“Shared Responsibility” in protection racket?
By Ermin Garcia Jr.
SOMETHING was amiss in the enforcement of the firecracker law and executive order of President Duterte. Notwithstanding the ban and intensified campaign in media vs. illegal firecrackers, there was still obviously ample supply of deadly banned firecrackers manufactured in various barangays prepared for the New Year revelry.
For PNP provincial director Redrico Maranan and his office to still seize 21,000 pieces of banned firecrackers can only mean one thing: Barangay officials have been protecting manufacturers, distributors and vendors of the banned firecrackers the whole time. Were there police officers complicit in the protection racket? How was it possible that police stations failed to act on the sources of the banned items before these could be distributed to vendors?
At the same time, the provincial PNP only managed to arrest six persons who were caught red handed preparing to explode a roll of plapla! Why only six? There were successful test-buys but we failed to see a report that said those caught selling the banned firecrackers were arrested and charged. Why aren’t guilty vendors charged?
If this lax enforcement continues over the years, the province will never achieve a zero-injury target ever.
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ILLEGAL GAMBLING, PARKING. Another obvious case of protection racket in Dagupan City are the continued operation of ‘drop-ball’ right in the heart of the business district, specifically behind the building of a big merchandise store, and the exemption of customers of Metro Plaza to park and occupy sidewalks in front of it.
Is it possible that the nightly operation of this illegal gambling not known to both the barangay kapitan and the city police?
Should they wish to deny knowledge of that illegal gambling, I can show them pictures sent to me by a PUNCH reader showing the ‘drop ball’ operations taken by one who gambled there before Christmas.
Then, we have vendors who’ve been shooed away from sidewalks griping about the special privileges given the operators of restaurants inside Metro Plaza located in front of the city hall. They see the sidewalks being reserved for parking of their customers in violation of city ordinance and DILG directive.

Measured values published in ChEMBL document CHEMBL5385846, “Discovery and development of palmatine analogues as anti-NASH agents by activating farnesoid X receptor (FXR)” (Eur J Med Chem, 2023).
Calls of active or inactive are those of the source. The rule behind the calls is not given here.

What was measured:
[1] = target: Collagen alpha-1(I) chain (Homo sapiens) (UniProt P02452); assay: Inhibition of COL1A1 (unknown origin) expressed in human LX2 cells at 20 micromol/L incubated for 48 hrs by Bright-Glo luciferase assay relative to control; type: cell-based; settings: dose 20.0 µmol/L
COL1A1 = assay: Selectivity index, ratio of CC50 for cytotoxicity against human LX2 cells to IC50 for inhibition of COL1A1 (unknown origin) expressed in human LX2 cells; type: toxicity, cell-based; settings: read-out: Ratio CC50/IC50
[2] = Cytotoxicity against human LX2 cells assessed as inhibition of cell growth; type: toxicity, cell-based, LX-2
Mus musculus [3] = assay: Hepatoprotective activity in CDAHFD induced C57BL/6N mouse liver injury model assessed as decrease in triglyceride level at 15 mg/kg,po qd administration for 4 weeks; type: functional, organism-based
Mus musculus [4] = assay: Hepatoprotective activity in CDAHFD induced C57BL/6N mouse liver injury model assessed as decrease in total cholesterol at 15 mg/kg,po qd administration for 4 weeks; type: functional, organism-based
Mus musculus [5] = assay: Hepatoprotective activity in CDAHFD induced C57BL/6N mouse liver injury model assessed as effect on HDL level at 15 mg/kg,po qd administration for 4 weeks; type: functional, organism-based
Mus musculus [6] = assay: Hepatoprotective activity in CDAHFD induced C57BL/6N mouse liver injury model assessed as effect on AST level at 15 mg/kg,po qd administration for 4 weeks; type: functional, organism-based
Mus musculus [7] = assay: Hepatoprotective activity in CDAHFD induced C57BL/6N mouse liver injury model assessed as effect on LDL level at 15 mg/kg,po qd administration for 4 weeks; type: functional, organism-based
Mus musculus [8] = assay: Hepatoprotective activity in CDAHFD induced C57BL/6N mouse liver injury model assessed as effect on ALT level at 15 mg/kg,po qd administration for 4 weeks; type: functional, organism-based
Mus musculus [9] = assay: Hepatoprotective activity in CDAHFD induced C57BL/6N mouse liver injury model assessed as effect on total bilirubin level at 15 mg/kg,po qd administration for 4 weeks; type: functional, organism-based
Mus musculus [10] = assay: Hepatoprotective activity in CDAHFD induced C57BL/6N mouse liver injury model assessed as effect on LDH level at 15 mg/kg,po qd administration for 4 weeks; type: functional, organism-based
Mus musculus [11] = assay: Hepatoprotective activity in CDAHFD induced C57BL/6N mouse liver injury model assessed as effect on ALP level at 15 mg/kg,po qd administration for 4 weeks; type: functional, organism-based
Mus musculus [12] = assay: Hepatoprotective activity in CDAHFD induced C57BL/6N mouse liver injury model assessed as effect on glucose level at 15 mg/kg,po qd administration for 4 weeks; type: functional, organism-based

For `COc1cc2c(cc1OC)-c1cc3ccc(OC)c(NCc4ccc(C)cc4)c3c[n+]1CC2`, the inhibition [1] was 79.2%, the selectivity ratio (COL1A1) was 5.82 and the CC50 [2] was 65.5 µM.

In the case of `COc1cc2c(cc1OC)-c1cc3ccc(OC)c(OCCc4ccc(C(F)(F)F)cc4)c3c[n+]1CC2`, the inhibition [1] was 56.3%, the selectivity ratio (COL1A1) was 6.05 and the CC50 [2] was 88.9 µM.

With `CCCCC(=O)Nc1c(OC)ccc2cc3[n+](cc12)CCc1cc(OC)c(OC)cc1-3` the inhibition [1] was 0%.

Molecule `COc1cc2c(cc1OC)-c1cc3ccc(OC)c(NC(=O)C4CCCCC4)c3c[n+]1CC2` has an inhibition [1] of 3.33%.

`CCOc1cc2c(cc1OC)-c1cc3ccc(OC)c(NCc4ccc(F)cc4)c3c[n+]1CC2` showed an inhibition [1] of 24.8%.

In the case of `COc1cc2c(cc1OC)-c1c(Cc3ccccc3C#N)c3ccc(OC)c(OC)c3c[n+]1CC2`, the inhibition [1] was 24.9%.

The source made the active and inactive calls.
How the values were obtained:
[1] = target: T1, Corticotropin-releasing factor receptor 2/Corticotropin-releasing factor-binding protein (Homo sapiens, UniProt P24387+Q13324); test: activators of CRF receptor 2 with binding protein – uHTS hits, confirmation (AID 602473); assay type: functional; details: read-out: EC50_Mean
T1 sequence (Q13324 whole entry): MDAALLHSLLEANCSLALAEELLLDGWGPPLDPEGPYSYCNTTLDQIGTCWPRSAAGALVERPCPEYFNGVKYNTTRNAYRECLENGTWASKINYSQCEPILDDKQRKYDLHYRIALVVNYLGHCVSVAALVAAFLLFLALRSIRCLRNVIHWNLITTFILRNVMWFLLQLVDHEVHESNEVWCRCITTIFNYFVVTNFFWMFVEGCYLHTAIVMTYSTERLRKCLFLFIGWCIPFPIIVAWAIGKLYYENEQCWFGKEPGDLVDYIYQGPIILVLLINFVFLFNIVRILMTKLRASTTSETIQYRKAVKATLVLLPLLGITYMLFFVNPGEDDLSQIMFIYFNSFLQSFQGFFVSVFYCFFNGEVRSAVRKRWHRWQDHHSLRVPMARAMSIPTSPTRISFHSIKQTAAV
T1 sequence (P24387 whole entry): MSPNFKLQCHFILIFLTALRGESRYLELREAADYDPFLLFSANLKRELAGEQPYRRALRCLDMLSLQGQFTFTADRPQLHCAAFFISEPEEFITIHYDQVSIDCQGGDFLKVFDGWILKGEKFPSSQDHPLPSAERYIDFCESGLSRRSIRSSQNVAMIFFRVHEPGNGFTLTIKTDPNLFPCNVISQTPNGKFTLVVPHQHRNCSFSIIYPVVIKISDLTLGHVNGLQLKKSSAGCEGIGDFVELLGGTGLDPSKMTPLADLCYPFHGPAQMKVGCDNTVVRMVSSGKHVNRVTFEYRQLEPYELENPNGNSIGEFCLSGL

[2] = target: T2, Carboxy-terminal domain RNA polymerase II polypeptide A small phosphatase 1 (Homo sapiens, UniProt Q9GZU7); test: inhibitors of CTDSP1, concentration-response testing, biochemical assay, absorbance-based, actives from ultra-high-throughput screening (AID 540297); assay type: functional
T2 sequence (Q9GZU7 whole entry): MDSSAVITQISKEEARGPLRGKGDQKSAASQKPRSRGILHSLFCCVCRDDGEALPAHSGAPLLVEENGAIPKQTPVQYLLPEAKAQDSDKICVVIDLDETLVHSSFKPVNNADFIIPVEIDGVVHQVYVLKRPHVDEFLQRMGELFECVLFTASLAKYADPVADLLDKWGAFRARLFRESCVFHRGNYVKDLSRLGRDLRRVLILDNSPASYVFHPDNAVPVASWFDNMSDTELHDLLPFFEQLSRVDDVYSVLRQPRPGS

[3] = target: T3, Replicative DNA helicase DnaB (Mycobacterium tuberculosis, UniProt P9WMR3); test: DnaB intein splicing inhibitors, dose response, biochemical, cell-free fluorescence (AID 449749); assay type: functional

Is it possible that both POSO chief Rob Erfe-Mejia and DILG City Director Marlyn Laguipo don’t’ see what the vendors see every day?
Given this situation, it makes one wonder how much protection the drug syndicates are getting from barangay officials and the police?
Is official protection of anything illegal now the name of the game under the Lim administration? Tsk tsk…
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FOR TONG, NOT FOR PUBLIC SAFTEY. Last week, we criticized the designation of a firecracker zone in Dagupan City – right in front of the West Central Elementary School which was 20 meters away from the city plaza where fiesta activities were being held daily, 50 meters away from the St. John’s Cathedral where dawn masses were celebrated daily for 9 days for Simbang Gabi and the usual crowded Sunday masses.
Not a few wondered why Mayor Brian Lim allowed the designation of the firecracker zone in the crowded area when E.O. 28 and the R.A. 9514 and R.A. 7183 expressly directed the designation of firecracker zone for public safety.
The city government complied with designation of firecracker zone but patently disregarded the guideline for public safety. Curiously, not even PNP regional director Joel Orduña and city police chief Abubakar Mangelen found nothing wrong with the designation in the area. They were seen inspecting permits of the vendors inside the zone area.
Another fly in the ointment was the report to us that the vendors admitted they were being made to pay a stiff daily fee to a group allied with the city hall occupants for the right to sell in the area daily.
“Shared Responsibility” in protection racket”, huh, Mayor Lim??
Paging DILG Regional Director James Fadrilan!
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